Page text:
AR: Lean GOP, though highly competitive if Clark gets VP
OH: Lean GOP for Dean; Lean Dem for Gep
MN: Lean Dem for Dean; Lean GOP for Gep
WI: Lean Dem for Dean; Lean GOP for Gep
OR: Lean Dem for Dean; Lean GOP for Gep

I figured Dean would overperform in states Nader did well in in 2000 (MN, WI, OR) and Gephardt would do well in his home state and in states with a high union population (MI, OH, PA, WV).
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Ryan
ryanmasc
Jr. Member
***
Posts: 332


« Reply #12 on: November 30, 2003, 12:34:59 pm »

Nevada, Washington, Oregon, California:  lean Dem
Hawai'i:  lean Dem

All good except for California and Hawaii.............lean Dem?Huh?
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Ryan
ryanmasc
Jr. Member
***
Posts: 332


« Reply #13 on: December 01, 2003, 02:55:37 pm »

Well Yeah but the most I could say about either state is that the Democratic margin will be smaller than in 2000 (unless, as I have repeatedly mentioned, its a landslide year either way)

The recent gubernatorial elections signify a better organized state party which can turn out their base and that means a larger republican vote but not near a majority in either case.

Arnold and Lingle run as LOCAL republicans and actually almost as Independents. A LOT of their voters would never consider voting for Bush- Just like I keep assuring people that the recent Dem victory in La. does not mean even a marginal change at the national level. The antipathy towards the national democratic party is as strong as ever. Same for these states. If we are looking at a reasonably close election, they should be solid democrat.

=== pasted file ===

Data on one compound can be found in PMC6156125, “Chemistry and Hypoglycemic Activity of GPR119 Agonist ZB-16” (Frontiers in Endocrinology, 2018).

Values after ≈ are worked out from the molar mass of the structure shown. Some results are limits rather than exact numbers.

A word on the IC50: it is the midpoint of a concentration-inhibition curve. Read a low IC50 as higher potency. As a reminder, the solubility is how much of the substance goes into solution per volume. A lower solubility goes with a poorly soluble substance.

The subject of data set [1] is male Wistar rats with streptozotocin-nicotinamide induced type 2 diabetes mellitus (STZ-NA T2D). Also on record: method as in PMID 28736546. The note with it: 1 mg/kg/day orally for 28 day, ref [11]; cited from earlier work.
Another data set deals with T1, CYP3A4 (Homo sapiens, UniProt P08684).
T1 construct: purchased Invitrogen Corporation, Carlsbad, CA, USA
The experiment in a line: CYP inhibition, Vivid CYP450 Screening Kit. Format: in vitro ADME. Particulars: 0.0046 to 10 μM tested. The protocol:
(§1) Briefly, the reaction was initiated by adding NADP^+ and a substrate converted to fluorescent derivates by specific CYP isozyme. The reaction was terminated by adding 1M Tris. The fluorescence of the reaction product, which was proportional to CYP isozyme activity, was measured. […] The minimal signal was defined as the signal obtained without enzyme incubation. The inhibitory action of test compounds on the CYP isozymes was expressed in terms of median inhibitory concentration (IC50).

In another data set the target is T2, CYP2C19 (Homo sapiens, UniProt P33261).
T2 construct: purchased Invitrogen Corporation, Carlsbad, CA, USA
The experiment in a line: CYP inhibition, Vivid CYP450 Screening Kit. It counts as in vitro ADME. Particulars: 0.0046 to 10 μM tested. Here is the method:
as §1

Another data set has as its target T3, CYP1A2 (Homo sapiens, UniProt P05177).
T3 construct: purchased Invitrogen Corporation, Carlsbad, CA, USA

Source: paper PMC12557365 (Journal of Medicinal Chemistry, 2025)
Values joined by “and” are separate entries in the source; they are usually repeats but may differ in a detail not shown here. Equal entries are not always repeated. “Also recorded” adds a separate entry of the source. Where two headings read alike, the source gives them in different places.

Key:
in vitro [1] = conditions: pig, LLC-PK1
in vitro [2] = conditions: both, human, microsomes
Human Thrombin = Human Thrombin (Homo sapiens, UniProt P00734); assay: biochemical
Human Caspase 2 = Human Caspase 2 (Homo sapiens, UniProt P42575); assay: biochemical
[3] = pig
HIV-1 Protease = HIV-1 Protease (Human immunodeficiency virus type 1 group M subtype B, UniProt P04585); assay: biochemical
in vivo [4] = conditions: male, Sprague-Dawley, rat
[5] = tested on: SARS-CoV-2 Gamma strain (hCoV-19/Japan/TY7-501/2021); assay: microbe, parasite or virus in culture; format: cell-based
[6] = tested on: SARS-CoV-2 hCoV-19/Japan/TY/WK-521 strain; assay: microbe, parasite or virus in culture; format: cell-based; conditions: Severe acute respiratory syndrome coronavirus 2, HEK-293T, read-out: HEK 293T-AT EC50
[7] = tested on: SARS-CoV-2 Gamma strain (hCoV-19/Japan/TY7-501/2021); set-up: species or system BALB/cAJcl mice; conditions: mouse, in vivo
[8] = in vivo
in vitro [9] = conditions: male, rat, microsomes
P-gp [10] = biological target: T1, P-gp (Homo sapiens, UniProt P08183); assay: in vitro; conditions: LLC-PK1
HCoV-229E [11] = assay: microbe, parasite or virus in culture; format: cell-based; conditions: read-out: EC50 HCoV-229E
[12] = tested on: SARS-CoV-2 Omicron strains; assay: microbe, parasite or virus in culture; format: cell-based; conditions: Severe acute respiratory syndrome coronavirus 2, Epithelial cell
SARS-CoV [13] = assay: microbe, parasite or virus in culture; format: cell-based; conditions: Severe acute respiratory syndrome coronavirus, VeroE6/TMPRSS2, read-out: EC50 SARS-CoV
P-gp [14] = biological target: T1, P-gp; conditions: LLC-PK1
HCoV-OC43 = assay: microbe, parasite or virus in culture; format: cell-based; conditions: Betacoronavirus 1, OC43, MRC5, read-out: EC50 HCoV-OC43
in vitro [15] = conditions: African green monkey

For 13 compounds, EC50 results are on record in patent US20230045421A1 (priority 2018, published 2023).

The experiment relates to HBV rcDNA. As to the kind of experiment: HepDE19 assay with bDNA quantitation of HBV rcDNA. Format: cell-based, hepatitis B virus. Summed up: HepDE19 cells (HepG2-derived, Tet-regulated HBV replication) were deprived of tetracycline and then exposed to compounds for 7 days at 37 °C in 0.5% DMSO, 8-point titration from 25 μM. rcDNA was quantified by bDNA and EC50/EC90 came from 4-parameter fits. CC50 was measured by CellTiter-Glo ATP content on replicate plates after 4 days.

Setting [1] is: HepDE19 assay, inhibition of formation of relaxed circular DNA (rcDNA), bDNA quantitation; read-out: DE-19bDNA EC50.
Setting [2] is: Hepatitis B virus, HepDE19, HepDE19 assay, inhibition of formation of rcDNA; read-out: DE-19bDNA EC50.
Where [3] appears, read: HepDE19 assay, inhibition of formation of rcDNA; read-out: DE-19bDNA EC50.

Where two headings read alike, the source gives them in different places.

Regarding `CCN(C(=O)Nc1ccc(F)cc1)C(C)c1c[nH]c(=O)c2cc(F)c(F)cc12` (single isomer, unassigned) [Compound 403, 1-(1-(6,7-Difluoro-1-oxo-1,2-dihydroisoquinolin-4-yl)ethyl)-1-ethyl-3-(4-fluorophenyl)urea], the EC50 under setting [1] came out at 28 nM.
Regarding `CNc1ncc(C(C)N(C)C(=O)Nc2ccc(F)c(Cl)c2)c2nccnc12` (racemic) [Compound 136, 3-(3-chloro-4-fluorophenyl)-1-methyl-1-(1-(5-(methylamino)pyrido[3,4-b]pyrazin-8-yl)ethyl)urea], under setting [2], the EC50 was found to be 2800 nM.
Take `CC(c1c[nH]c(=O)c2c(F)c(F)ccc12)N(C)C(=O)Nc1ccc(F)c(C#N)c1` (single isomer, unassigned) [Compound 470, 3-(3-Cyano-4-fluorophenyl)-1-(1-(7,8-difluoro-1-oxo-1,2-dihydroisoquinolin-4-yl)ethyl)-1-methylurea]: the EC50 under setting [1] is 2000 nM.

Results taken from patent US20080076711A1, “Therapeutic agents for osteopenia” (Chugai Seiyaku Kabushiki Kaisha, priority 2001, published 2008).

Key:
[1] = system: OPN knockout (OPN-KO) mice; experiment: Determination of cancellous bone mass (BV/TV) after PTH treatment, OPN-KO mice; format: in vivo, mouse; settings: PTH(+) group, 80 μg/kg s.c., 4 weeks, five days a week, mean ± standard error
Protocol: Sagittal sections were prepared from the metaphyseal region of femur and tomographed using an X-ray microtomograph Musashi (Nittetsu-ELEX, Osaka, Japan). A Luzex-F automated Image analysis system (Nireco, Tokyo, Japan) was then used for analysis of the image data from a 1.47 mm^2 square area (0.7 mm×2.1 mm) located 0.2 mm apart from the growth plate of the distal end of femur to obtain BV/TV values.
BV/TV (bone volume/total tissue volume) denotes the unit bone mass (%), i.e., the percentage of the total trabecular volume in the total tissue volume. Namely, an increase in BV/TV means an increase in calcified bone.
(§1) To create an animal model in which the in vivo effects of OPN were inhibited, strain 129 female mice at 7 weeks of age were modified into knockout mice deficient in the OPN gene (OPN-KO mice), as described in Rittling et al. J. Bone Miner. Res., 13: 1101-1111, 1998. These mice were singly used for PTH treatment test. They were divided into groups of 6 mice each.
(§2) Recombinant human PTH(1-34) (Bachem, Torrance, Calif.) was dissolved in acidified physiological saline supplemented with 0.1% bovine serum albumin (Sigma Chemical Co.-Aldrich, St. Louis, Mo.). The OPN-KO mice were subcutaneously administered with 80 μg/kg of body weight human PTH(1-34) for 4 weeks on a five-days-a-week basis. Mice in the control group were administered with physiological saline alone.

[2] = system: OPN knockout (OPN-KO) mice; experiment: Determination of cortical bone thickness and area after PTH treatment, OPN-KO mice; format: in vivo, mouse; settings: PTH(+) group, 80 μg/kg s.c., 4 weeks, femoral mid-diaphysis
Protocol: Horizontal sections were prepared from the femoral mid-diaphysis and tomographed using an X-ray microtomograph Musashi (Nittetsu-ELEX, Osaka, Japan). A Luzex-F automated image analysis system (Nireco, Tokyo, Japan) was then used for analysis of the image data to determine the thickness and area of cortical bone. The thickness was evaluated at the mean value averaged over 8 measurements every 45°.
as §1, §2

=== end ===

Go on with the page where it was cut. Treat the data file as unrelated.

And if at all I agree to change that I might change California because of a huge uncommitted if left-tending independent electorate who could TECHNICALLY vote GOP. Hawaii has a much stronger democratic base.

I wouldn't put too much stock in Hawaii's record as a bell-weather. I would caution against using bellwethers that didn’t work in 2000. For example Delaware has voted for the winning candidate for the TEN elections from 1960 through 1996. In 2000 it voted for the loser and by a huge margin. Proponents of its bell-weather status failed to note it had become increasingly democratic and only retained bellwether status in the 90's because the democrats happened to win both the elections held later that decade.  



Ryan:  both California and Hawai'i (only my predictions) are gonna be lean Democrat unlike strong because of Arnold Schwarzenegger and recent Republican gubernatorial grabs in Hawai'i.  Just "hunches."  In addition, Hawai'i has a history of voting for the "right guy" (i.e. the winner of elections), but they've been Democrat for quite a few years now.  Again, a hunch...I can't see a DEVASTATING Democrat victory in either state.
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Ryan
ryanmasc
Jr. Member
***
Posts: 332


« Reply #14 on: December 02, 2003, 02:29:10 am »

There is a modify option which you can use. Comes in handy Cheesy